In many countries, the government or local municipalities have set up a formal recycling system, where each household gets different containers in which to put food waste, paper, glass, plastic and tin. This is, however, not standard practice in all countries. Therefore, householders are encouraged to implement their own waste removal and recycling systems, so that they are able to have a positive role in the preservation of their local environment.
The first step to creating an effective recycling system in the home is to become educated regarding your local resources and the legal requirements for recycling. Some communities may accept mixed items (glass, paper and plastic in one container), which they will then separate, while others have no such system in place, in which case you will need to separate the items yourself. Some municipalities will also not accept certain items, such as milk cartons, as they have foil lining. Then you will need to find out if your local government has specific containers in which recyclable items should go. They may provide you with special bins, or you might need to get plastic bins yourself. You should have one for plastic, paper, tin, food and ‘other’ (which will likely contain items such as batteries). If possible, get a food container that has a removable inner, so that it is easy to clean and sterilize on a regular basis.
Assign a special place (or more than one place) in your home as the recycling corner. Mark each bin clearly, so that everyone in the house knows what goes where. If you have small children, you may want to paste appropriate pictures from magazines (of soda cans, for example) on a card and stick it on the bin, so that they are able to tell, at a glance, what that bin is for. If you have different sized containers, ensure that the bin for paper is the largest. The kitchen is probably the best place for such items. But, if there is limited space or they look unattractive, consider putting them on a balcony or porch. Be careful that they are not in an area where they are at risk of being stolen.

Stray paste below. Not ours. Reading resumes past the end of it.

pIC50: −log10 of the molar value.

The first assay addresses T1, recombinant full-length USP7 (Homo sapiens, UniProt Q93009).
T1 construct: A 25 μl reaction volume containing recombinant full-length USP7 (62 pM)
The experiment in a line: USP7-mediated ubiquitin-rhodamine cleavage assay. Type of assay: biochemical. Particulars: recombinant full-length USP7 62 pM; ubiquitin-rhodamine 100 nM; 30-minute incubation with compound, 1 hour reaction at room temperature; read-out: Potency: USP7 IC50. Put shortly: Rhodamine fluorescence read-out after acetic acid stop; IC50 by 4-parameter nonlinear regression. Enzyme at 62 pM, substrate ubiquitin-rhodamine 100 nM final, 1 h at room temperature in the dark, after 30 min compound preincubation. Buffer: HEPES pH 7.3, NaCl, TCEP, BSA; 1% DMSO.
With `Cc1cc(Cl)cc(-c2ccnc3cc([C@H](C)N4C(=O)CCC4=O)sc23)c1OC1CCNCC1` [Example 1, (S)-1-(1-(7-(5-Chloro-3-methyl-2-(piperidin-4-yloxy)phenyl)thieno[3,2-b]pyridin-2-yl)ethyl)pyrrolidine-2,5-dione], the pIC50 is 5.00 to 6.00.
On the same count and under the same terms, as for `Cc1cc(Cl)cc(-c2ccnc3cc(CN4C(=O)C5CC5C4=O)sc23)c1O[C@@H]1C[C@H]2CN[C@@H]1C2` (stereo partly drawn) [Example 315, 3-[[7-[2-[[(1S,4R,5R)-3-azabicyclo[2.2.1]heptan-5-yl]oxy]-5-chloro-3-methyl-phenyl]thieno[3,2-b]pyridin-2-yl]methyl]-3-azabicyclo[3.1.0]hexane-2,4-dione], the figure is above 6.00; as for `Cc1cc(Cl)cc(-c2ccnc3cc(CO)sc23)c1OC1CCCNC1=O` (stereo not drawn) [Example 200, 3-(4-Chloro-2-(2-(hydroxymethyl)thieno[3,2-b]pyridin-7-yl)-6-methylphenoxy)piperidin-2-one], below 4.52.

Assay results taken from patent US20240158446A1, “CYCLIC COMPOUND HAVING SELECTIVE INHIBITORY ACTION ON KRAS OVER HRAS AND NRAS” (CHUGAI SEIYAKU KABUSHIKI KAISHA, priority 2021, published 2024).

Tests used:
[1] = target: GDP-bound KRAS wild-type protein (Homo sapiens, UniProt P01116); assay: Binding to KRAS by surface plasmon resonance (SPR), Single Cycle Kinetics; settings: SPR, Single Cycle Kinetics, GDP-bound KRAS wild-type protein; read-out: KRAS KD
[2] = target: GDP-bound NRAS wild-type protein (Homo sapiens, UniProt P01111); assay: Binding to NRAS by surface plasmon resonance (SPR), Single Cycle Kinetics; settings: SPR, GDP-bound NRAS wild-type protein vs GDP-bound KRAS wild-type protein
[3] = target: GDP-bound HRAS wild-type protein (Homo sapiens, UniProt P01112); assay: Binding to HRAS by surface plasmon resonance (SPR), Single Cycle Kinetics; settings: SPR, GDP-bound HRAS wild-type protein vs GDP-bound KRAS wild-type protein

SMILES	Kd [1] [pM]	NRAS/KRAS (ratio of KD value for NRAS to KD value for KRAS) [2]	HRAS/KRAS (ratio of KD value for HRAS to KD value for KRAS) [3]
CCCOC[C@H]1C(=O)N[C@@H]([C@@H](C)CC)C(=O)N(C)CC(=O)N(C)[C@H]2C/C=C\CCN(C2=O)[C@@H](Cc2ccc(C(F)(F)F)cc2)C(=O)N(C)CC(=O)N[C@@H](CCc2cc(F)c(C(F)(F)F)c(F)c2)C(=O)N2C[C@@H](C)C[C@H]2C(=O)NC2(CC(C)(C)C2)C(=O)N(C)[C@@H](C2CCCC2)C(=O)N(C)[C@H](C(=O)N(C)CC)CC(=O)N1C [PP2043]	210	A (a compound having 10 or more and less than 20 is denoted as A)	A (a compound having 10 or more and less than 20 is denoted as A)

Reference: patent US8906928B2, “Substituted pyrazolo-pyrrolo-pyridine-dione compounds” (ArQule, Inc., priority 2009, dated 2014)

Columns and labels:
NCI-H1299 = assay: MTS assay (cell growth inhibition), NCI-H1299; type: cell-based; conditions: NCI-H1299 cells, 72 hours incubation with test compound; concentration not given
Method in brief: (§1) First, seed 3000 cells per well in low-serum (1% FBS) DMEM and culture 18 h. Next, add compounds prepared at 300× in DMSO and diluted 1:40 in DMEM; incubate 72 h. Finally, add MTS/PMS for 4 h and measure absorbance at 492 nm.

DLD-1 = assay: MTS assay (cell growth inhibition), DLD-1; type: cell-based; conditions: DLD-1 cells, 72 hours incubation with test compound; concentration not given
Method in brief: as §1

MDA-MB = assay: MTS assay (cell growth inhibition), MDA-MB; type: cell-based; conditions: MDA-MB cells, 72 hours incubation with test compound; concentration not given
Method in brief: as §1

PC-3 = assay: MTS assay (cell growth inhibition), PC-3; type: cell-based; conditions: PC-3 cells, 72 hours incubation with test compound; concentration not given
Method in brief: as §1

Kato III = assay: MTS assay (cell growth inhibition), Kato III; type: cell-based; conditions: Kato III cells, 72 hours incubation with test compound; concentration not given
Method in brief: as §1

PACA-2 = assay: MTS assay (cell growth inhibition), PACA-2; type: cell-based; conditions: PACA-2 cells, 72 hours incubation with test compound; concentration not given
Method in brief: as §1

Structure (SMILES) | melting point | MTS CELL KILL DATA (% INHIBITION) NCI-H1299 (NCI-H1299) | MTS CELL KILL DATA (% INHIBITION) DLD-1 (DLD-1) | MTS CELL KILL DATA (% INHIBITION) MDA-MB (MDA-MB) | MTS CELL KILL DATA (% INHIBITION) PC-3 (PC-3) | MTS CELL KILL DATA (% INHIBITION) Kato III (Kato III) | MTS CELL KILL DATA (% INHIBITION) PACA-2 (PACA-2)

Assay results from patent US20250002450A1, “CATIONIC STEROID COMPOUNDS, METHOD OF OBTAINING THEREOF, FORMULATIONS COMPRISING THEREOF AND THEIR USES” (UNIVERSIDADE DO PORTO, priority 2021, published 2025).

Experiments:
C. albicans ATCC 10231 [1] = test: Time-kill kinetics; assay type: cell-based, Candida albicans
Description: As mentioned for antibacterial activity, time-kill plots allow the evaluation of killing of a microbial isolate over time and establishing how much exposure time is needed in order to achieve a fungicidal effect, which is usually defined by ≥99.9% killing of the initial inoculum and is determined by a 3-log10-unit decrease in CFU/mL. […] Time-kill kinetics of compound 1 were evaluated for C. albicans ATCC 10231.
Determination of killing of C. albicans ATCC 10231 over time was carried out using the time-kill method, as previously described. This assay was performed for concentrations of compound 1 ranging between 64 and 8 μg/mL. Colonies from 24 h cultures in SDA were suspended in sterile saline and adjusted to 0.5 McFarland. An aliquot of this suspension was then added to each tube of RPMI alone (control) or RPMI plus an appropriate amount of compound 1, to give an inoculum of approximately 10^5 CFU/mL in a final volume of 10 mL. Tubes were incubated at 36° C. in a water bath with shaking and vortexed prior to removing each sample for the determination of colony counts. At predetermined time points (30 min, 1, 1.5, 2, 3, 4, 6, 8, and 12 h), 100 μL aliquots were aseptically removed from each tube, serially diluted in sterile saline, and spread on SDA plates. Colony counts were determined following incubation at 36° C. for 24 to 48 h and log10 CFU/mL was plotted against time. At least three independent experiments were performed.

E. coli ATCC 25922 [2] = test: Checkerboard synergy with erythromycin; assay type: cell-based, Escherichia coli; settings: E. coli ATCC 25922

Rinse your containers on a regular basis to prevent any unpleasant smells (from leaked sodas, traces of meat or blood on plastic packaging, and so on). Consider spraying in and around them with an antiseptic and a bug repellent, so that they do not attract cockroaches and flies.
Food peels, cores, pips and so on should be kept in a sealed container for your compost heap, if applicable. Never put these foodstuffs into a recycling container.
Some useful recycling tips are:
- Crush your cans, boxes and plastic packaging so that more fits into your drums, rather than having it overflow more regularly.
- Before discarding anything, try to think of another possible use for it. For example, toilet roll inners and cleaned tin cans can be fabulous craft items for children and surrounding schools.
- Consider donating items such as old furniture, crockery and cutlery before simply throwing them out.
- Set goals for yourself on how much you want to recycle (in terms of volume) and set achievable time frames. This is both motivating and rewarding.
- Sign up for local recycling newsletters so that you are aware of any changes, needs or limitations in the industry and environment.